- devices for modifying the positions of scanner, camera and hyperspectral equipment according to the slab/panel to be acquired; the scanner, for example, must be positioned at 2.50 metres from the slab/panel; this distance must be modified for the other components;
- white sheets positioned on the four sides of the WOODSTONE structure to enable optimum image capturing of the slab/panel;
- SW interface equipment capable of setting up a quality control methodology for final quality assessment and automatic standards classification;
- the prototypal system assembled as described above and with the fully tested system components will allow operators to carry out all acquisition and data elaboration operations in no more than 20 seconds, considering around 10 seconds for acquisition phases and 5 seconds for SW data elaboration operations.

The test results showed that from an industrial viewpoint, the most effective and promising results were obtained with the digital camera and, consequently, with the specifically developed software. The camera, in fact, is able to give overall qualitative and quantitative information on the interested wood panel or marble slab: this is important for firms and companies working in the wood and stone manufacturing sectors because interesting classification information and items may be acquired which is important from a commercial point of view. The laser scanner and hyperspectral system, instead, although able to analyse a single defect and give detailed qualitative information on such defect, are not able to give the same general commercial information as in the case of the digital camera.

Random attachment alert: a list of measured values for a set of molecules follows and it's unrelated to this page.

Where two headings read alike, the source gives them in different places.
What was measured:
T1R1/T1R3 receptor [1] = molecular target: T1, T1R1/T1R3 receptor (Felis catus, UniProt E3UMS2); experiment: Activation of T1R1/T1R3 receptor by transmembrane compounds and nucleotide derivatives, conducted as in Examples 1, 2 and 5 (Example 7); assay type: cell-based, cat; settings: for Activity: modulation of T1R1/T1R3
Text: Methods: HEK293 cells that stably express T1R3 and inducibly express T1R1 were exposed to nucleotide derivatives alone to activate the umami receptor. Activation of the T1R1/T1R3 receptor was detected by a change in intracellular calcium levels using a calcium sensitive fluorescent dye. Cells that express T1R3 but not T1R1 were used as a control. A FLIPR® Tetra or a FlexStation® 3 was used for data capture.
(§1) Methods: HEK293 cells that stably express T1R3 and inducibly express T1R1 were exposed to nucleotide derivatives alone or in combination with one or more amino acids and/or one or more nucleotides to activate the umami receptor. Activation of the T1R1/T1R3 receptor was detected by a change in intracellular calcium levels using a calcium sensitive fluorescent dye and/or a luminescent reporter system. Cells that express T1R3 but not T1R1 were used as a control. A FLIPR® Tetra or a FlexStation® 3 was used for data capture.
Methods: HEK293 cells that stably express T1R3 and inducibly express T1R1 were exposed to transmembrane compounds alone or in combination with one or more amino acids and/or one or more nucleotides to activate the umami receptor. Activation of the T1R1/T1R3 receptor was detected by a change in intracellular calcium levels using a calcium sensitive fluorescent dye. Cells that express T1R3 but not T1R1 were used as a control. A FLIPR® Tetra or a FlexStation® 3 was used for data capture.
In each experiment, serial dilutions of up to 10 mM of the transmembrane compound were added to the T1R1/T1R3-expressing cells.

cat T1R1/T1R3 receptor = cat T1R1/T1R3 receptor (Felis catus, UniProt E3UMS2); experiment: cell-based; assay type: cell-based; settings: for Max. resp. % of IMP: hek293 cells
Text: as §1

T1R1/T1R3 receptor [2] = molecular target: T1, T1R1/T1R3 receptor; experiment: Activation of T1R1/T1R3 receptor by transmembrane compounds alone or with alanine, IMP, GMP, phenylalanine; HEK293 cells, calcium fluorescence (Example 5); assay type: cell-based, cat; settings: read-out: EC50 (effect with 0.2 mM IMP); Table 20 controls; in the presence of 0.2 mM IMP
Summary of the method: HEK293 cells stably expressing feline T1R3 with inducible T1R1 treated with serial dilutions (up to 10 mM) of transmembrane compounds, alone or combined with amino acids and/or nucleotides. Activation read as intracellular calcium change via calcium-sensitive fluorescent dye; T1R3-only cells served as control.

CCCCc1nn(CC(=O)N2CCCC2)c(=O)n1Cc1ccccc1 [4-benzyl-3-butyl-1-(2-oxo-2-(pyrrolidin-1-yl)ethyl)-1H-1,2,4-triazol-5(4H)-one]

The 3D laser scanner enables to study and to measure area and distances in deep detail; the depth of a defect can also be thoroughly evaluated. This is interesting for analysing defects and for creating a database when handling and treating valuable materials. The scanner however also presents flaws: firstly the sample needs to be still when acquiring the slab/panel image. Although acquisition is very rapid, the working cycle is interrupted: this is not particularly convenient from an economic point of view for low-cost materials. Furthermore, the image acquisition does not cover the entire slab or panel and a series of acquisitions are needed to acquire the whole image. As mentioned above, this could be conducted for particular and specific cases (the need to study a particular defect, valuable materials, etc.) but not for everyday industrial work.